It is desirable in the routine use of instruments of this type to leave the instrument turned on between uses, or, if the instrument has been turned off, to allow a long warm-up time before use. This is because the source light must be stable to get an accurate measurement of scatter light. The electrical circuitry of the present instrument is designed to enable the instrument to remain turned on for long periods of time, without unduly shortening the life of the source light. To obtain the required stability of such source light and at the same time to prolong its life, the electrical circuitry is arranged to bias such source light at a low level when the instrument is not in use. This keeps the filament near operational temperature, but does not tend to burn it out as does normal operation. An electrical switch 32 of double-pole, push button type, normally resiliently biased to off position, is so placed in test chamber 17 as to be actuated to on position when a test tube is inserted into such test chamber. This automatically energizes light bulb 24 to its full operational brilliance. Such bulb stabilizes almost immediately, because it has been kept on at the low level of operation. Moreover, its life is greatly extended over what is true in prior instruments.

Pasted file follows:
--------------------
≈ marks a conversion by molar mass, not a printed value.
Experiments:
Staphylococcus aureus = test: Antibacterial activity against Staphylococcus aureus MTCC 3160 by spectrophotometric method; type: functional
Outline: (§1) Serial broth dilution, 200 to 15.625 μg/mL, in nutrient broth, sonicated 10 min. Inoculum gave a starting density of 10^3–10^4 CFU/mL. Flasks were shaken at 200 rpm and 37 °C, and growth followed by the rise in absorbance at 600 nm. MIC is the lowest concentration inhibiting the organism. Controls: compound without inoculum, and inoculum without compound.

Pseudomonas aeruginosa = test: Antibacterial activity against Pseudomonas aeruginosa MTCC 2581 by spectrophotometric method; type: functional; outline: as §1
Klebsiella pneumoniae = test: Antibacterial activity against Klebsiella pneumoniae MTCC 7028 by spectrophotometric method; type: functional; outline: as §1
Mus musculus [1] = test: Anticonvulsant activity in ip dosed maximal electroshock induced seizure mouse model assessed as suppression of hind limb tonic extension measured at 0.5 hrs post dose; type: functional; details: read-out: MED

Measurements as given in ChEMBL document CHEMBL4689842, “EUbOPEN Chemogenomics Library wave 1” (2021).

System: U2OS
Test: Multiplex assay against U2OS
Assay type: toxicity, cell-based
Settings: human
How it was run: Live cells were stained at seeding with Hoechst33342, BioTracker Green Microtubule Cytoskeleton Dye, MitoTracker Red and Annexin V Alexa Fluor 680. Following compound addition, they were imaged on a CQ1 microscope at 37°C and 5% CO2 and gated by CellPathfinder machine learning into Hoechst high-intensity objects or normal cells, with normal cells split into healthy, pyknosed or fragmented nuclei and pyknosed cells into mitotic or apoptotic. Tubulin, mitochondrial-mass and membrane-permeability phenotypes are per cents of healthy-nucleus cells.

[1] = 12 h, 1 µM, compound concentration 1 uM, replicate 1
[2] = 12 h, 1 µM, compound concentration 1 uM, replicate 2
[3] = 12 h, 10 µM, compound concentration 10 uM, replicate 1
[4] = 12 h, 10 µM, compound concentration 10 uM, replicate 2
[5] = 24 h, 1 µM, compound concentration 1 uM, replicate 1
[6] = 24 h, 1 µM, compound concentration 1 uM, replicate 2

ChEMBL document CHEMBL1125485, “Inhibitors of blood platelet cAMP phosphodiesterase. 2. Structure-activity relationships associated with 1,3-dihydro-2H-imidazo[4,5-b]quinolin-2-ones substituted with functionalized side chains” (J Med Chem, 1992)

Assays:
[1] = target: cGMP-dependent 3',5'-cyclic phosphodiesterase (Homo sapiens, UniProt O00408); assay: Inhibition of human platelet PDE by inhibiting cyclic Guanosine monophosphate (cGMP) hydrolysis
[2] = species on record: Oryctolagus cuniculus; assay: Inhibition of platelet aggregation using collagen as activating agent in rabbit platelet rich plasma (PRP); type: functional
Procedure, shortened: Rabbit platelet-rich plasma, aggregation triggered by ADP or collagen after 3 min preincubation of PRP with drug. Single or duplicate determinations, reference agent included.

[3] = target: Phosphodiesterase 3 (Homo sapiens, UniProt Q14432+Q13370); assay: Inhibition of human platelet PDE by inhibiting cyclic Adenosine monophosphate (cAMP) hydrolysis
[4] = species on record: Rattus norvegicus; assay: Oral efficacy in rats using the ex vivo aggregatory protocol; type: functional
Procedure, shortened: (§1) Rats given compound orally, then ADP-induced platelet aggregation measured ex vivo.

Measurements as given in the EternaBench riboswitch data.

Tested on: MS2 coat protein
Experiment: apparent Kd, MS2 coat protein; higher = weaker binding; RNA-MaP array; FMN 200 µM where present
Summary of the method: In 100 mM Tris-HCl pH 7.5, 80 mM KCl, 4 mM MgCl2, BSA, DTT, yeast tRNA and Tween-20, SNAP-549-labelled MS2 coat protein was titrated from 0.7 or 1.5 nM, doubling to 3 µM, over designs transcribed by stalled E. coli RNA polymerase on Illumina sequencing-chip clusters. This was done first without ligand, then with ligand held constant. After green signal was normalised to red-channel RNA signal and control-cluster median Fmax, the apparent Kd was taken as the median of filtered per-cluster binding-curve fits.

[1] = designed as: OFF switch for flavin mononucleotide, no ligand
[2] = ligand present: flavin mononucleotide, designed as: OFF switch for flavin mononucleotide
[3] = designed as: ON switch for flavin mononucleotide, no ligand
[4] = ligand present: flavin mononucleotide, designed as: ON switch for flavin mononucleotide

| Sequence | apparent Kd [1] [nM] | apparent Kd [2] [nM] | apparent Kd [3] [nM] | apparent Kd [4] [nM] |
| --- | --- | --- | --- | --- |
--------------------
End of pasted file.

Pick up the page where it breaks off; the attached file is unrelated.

It is preferred that silicon photo-diodes be used as the light detectors 31, but any light sensitive detectors with appropriate circuitry may be used. The advantage of the silicon photo diodes is that their output is directly and linearly proportional to the light detected. Most other types of light detectors, such as the photosensitive detectors used in the prior instruments, are non-linearly porportional to light detected and thus require that the results be corrected for this non-linearity before they provide useful information.